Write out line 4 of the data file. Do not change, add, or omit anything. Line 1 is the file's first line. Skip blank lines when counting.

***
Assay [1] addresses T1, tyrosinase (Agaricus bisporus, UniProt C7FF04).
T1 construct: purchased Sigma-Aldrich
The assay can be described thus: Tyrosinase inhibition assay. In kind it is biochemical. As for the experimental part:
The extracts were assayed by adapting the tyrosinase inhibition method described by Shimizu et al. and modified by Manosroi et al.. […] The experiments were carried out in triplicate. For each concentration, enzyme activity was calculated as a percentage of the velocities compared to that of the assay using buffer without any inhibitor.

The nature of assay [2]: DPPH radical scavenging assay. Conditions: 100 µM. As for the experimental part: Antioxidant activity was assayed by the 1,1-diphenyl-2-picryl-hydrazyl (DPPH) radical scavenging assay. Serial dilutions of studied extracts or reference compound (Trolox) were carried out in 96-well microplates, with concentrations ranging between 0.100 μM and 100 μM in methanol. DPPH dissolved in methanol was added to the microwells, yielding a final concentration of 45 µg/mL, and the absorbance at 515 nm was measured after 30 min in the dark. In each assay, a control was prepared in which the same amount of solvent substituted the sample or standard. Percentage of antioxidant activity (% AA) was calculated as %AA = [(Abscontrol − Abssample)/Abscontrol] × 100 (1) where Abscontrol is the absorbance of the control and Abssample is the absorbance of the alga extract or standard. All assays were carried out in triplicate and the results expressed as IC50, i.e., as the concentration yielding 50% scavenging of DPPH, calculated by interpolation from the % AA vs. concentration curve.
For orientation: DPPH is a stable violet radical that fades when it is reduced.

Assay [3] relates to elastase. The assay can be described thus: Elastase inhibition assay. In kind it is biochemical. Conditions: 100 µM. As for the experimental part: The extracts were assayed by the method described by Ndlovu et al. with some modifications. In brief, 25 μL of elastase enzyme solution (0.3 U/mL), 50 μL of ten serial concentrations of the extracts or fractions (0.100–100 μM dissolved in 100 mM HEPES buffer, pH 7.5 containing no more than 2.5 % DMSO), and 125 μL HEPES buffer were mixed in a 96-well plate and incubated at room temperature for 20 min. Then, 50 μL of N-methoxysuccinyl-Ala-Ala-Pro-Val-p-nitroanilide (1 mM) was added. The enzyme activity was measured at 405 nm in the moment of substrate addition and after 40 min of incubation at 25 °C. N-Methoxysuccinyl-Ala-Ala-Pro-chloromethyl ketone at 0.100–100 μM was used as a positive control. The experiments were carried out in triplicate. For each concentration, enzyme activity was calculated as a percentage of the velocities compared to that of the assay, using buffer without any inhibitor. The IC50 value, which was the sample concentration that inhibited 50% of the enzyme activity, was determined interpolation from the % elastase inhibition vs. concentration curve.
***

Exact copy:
The extracts were assayed by adapting the tyrosinase inhibition method described by Shimizu et al. and modified by Manosroi et al.. […] The experiments were carried out in triplicate. For each concentration, enzyme activity was calculated as a percentage of the velocities compared to that of the assay using buffer without any inhibitor.